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Eisenhower and CambodiaDiplomacy, Covert Action, and the Origins of the Second Indochina War$
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William J. Rust

Print publication date: 2016

Print ISBN-13: 9780813167428

Published to Kentucky Scholarship Online: January 2017

DOI: 10.5810/kentucky/9780813167428.001.0001

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“Definite Political Problems” (1960–1961)

“Definite Political Problems” (1960–1961)

(p.241) 11 “Definite Political Problems” (1960–1961)
Eisenhower and Cambodia

William J. Rust

University Press of Kentucky

In the fall of 1960, the US national security bureaucracy tried to develop a military aid program for Cambodia that would be sufficiently large to forestall a request by Sihanouk for similar assistance from communist nations. The leader of the Cambodian mission to Washington was Lon Nol, the commander in chief of the country’s armed forces and its minister of defense. He was disappointed by the small increase in US military aid but seemed pleased by the VIP treatment he received. With the civil war in Laos intensifying, Sihanouk appealed to the international community to guarantee the neutralization of Laos and Cambodia. He proposed an international conference that became the basis for the fourteen-nation Geneva conference on Laos (May 1961–July 1962). The Eisenhower administration, seeking to strengthen the military position of the Lao anticommunists and contemplating SEATO or unilateral American intervention, opposed Sihanouk’s proposal.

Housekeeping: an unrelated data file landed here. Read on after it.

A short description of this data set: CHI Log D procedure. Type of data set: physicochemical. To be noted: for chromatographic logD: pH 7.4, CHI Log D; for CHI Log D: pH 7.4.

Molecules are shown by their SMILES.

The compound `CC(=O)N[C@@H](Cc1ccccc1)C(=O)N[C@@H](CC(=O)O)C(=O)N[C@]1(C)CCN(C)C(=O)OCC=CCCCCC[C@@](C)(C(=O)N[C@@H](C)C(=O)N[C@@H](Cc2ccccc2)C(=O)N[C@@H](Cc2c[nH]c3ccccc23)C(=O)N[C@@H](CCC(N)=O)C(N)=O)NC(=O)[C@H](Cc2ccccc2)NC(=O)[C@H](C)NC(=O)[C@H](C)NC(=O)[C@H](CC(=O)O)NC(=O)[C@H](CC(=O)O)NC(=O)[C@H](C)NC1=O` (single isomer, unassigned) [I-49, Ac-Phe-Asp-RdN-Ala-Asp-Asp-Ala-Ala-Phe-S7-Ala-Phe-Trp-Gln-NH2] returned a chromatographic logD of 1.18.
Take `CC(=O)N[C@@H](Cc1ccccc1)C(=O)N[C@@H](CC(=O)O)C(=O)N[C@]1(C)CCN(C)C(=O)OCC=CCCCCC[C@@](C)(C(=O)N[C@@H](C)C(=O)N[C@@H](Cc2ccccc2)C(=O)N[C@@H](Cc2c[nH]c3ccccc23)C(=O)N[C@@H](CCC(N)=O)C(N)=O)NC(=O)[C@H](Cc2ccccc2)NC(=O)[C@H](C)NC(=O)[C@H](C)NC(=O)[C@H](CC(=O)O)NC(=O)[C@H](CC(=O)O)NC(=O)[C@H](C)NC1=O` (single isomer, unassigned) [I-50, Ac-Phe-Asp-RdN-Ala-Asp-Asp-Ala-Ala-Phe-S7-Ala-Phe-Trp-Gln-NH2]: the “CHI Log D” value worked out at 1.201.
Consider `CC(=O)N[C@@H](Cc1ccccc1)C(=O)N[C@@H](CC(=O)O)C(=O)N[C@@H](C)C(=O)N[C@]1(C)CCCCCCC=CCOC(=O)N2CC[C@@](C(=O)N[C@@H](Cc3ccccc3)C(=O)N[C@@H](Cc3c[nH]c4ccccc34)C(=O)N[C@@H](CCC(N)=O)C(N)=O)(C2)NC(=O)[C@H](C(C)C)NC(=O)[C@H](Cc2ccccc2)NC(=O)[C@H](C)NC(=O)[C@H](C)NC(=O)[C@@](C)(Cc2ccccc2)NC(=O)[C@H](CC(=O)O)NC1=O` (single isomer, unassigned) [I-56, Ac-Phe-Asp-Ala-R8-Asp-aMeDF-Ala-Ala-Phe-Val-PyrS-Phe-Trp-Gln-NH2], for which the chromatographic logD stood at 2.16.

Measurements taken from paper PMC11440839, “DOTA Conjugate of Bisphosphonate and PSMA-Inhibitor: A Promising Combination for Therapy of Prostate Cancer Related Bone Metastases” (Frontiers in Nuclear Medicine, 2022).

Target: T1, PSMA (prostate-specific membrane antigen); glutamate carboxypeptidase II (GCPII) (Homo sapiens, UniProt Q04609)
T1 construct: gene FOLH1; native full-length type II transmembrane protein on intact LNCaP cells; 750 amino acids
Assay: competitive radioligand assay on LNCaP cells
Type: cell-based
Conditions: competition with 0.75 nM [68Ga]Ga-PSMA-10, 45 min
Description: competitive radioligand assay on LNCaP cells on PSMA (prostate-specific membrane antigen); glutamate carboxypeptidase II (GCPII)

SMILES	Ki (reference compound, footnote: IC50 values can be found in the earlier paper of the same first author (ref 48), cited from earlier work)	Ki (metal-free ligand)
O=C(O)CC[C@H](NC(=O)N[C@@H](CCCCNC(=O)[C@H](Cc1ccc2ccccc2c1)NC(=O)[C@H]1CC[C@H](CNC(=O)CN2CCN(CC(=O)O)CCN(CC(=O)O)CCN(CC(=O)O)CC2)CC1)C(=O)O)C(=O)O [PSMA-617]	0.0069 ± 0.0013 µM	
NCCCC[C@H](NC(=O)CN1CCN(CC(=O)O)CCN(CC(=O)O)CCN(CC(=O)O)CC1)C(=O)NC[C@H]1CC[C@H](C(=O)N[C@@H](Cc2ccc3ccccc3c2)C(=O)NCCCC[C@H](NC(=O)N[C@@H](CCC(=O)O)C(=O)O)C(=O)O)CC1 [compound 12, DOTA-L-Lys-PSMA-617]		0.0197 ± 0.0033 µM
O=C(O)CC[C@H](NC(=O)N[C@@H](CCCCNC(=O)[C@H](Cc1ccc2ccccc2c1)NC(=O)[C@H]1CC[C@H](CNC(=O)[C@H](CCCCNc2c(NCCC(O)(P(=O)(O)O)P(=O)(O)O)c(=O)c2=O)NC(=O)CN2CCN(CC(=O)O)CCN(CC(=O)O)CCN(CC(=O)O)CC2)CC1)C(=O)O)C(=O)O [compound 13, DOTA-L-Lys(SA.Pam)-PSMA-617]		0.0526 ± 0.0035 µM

Keywords:   Lon Nol, US military aid to Cambodia, Geneva conference on Laos

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